Wednesday, September 14, 2005
COUNTRY COACH EXPANSION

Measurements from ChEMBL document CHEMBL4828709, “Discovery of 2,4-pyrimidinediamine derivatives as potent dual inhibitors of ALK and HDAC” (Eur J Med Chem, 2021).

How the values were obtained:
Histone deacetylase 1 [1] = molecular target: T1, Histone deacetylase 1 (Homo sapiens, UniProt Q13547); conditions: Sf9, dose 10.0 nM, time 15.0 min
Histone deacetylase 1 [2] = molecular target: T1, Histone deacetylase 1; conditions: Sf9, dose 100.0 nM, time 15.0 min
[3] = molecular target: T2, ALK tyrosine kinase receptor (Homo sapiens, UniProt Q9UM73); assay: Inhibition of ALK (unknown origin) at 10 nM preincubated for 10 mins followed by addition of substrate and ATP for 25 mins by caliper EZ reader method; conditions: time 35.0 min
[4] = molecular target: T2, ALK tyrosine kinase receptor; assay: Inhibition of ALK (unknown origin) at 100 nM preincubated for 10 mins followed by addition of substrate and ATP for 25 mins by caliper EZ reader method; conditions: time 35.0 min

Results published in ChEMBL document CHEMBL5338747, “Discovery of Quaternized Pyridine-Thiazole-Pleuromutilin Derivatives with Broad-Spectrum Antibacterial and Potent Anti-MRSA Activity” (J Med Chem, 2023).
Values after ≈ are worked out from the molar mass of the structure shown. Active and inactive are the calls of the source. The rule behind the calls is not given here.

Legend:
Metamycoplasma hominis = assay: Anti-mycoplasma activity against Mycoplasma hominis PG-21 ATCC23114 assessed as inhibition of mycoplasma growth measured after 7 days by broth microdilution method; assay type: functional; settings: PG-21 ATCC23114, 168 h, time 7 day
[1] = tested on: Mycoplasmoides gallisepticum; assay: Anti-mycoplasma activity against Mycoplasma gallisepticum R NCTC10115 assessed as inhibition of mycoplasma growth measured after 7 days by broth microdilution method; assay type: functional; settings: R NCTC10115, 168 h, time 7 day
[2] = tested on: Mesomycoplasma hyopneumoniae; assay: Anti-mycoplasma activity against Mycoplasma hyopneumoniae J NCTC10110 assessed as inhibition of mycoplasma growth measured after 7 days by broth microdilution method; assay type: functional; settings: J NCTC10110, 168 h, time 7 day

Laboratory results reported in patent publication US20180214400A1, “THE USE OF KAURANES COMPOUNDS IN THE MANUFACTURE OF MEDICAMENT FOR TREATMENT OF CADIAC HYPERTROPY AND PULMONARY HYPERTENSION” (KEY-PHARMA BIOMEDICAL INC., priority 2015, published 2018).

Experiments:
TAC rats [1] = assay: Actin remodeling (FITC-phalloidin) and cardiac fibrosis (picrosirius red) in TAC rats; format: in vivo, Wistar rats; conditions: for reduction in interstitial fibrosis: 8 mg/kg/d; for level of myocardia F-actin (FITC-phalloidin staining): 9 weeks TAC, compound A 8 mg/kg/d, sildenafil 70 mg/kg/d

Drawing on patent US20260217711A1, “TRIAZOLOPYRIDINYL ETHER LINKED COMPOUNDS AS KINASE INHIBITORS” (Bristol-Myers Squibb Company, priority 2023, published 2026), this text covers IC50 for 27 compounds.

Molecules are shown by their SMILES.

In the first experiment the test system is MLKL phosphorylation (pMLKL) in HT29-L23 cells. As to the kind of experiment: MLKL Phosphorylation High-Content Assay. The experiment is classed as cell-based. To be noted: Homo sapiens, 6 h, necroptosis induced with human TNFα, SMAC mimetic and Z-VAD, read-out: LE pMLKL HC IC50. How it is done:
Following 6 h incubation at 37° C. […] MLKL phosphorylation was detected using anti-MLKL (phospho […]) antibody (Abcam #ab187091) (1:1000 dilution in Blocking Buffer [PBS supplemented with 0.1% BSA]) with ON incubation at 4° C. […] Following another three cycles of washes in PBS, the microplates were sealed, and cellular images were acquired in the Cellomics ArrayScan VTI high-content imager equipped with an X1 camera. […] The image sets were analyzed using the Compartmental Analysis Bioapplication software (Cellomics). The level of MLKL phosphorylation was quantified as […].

An increase in recreational vehicles rolling off the line at Country Coach facilities in Junction City, Ore., will mean a 38% increase in smog-related emissions into the atmosphere, according to a report in the Register Guard. An ongoing minor plant expansion – as compared with a 74-acre boom the company plans in future years – will add three painting stalls and a smaller cabinet finishing bay. Plant officials said they've avoided the kind of controversy that Monaco Coach Corp., based in nearby Coburg, encountered six years ago when it added new painting stalls. In that case, residential neighbors sued Monaco for $33 million, and they settled only after the company agreed to install $2 million in pollution control devices and pay immediate neighbors who were unable to sell their houses for market value. Country Coach is building its new building containing the paint stalls in the middle of its property instead of along the property line, spokesman Matt Howard said. "Our paint booths are set back on our properties in the middle of our operations. They are not bordering directly any residential areas," he said. Country Coach's new painting building is expected to be up and running by next summer. It will allow the plant to increase its production by 30%, Howard said. In papers filed with the Lane Regional Air Pollution Authority, the company said that with the booths, it would boost production by 324 coaches annually, bringing the total produced at the plant to 1,246 a year. The company will not be required to place burners or other pollution control devices on the new stalls, but will instead be required to use paints formulated to release lower amounts of chemical into the air. Air pollution officials are not requiring the plant to take other steps to reduce pollutants, because the cost of cleaning the air with burners or other scrubbing devices would be at least $29,900 per ton of pollutants emitted. The air agency determined that that figure would not be economically feasible for the company. "$10,000 per ton is the upper limit," said Max Hueftle, the air authority's environmental engineer. Despite rising gasoline prices, the company says that demand for its RVs is strong. Country Coach serves the luxury end of the RV market. Separate from the paint-booth additions, Country Coach is planning a long-term expansion on 74 acres of farmland next to its complex.